The analyzers of the budget spoke of the compensation for the President’s Young Professionals Program, which they said has been removed entirely from the National Budget.
Roads and Bridges
On the development front, CePAR said proposed investment in roads and bridges for the FY 2019/2020 is US$29,300,000.00 or 5.49% of the draft budget. This is slightly below what was appropriated in FY 2018/2019 (US$29,663,236) but higher than what was actually spent last year (US$12,380,420.00), while the government’s investment spending on tourism is a pocket change of US$4,000.00 demonstrating a fundamental lack of understanding on where to invest for pro poor growth.
Regarding security and the rule of law, allocations to several institutions in the security sector were reduced for FY 2019/2020 when compared to appropriations for FY 2018/2019. For instance the Liberia National Police, National Fire Service, the Palace of Correction, Drug Enforcement Agency (DEA) and the Department of Corrections have fallen victim to this reduction in budget. However, even as allocations to the institutions take a nosedive, compensation for staffs increased at DEA, Liberia Immigration Services (LIS), National Police Training Academy and National Fire Service.
Compensation for employees of both the Armed Forces of Liberia and the Liberia National Police took significant cuts in the FY 2019/2020 draft budget, the analysis which finds that allocation for Special Operations Services, Intelligence Services and Security operations under the National Security Agency have remained very high said, the total allocation for Intelligence, Security and Special Operations Services in the Security Sector being US$8.08 million.
Agriculture & Public Utilities
For agriculture, the budget Commitment to the sector is US$6,208,754.00 or only 1.16% of the national budget; lower than last year’s commitment of 1.4%. All spending entities under the agriculture sector, including the Ministry of Agriculture, Liberia Agriculture Commodity Regulatory Authority (LACRA), Cooperative Development Agency (CDA), Central Agricultural Research Institute (CARI) and the Rubber Development Fund Incorporated (RDA) took huge budget cuts. General compensation across the agriculture sector was sliced also.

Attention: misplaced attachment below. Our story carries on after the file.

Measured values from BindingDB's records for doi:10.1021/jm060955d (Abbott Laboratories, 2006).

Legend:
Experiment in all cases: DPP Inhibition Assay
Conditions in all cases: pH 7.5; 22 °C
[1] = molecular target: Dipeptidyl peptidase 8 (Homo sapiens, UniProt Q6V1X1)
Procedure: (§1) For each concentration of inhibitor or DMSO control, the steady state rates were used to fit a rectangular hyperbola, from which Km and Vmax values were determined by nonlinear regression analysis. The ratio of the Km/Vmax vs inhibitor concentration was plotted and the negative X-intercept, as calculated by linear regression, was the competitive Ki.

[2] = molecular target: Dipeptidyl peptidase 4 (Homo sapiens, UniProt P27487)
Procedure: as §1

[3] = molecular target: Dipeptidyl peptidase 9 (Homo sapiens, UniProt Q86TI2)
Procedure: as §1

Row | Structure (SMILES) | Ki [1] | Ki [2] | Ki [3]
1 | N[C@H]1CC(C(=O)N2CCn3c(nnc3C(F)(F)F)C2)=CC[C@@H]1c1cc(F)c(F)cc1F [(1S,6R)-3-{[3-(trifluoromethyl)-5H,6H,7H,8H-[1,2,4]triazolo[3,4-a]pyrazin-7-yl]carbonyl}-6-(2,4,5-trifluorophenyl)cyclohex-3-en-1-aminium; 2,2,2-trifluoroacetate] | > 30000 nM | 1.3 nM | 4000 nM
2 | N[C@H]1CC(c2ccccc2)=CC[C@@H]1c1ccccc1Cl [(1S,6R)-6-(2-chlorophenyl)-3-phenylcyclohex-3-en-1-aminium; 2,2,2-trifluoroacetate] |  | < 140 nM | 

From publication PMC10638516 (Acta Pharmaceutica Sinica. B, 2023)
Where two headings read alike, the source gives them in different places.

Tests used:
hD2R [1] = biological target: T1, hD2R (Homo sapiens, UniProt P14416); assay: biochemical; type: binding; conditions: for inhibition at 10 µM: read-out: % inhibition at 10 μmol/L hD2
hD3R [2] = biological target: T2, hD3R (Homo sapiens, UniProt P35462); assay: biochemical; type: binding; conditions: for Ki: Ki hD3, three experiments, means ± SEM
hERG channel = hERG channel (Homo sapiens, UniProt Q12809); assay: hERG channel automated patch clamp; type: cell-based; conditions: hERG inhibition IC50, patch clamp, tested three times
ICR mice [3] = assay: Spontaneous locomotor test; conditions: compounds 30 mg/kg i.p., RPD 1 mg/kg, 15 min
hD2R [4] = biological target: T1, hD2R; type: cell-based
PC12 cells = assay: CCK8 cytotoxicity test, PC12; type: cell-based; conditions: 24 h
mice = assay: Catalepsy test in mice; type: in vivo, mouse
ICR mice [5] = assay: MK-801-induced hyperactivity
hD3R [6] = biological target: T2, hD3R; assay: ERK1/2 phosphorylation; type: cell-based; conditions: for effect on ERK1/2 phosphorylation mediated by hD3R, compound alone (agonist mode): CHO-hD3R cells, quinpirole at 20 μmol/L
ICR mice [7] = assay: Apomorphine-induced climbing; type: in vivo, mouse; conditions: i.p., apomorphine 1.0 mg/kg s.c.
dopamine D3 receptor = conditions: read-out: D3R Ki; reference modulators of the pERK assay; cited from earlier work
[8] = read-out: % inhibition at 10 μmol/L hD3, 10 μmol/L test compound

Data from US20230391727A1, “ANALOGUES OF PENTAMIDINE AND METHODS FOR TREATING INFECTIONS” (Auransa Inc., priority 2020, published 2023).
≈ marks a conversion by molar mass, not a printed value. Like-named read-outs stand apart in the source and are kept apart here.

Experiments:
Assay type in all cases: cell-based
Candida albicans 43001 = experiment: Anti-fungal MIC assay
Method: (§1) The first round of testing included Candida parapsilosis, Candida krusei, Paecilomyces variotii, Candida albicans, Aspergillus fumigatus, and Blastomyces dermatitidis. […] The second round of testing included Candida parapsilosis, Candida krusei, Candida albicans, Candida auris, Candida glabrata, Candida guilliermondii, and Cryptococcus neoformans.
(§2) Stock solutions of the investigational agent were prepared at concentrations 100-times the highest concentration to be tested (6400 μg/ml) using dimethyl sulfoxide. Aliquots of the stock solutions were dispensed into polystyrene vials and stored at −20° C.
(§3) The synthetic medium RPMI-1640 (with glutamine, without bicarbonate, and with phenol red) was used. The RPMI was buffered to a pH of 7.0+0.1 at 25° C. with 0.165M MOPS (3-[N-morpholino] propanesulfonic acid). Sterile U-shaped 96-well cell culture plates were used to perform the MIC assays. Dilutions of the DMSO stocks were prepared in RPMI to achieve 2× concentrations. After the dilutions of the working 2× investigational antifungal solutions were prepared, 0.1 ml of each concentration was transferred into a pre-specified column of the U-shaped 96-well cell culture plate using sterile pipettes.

The proposed spending on agricultural Supplies and inputs is US$165,000.00 for FY 2019/2020; support to Rice Value Chain Development (RVCD) has been removed from the budget, coinciding with support to two new programs; Rice Production and support to smallholder farmers and subsidies to Smallholder Farmers Cocoa Rehabilitation & Expansion.
Like FY 2018/2019, allotment to LACRA is largely salary with no funds for basic programs other than basic maintenance costs and fuel for vehicles and generator.
Talking about allotments to Public Utility and Energy, the Liberia Water and Sewer Corporation (LWSC) has the lowest budget support among the public utility institutions accounting for US$ 411,061.00 representing 57% of FY 2018/2019’s appropriation. However, the LWSC’s allocation is structured in a way that does not provide analysis on spending on wages and core programs of the institution.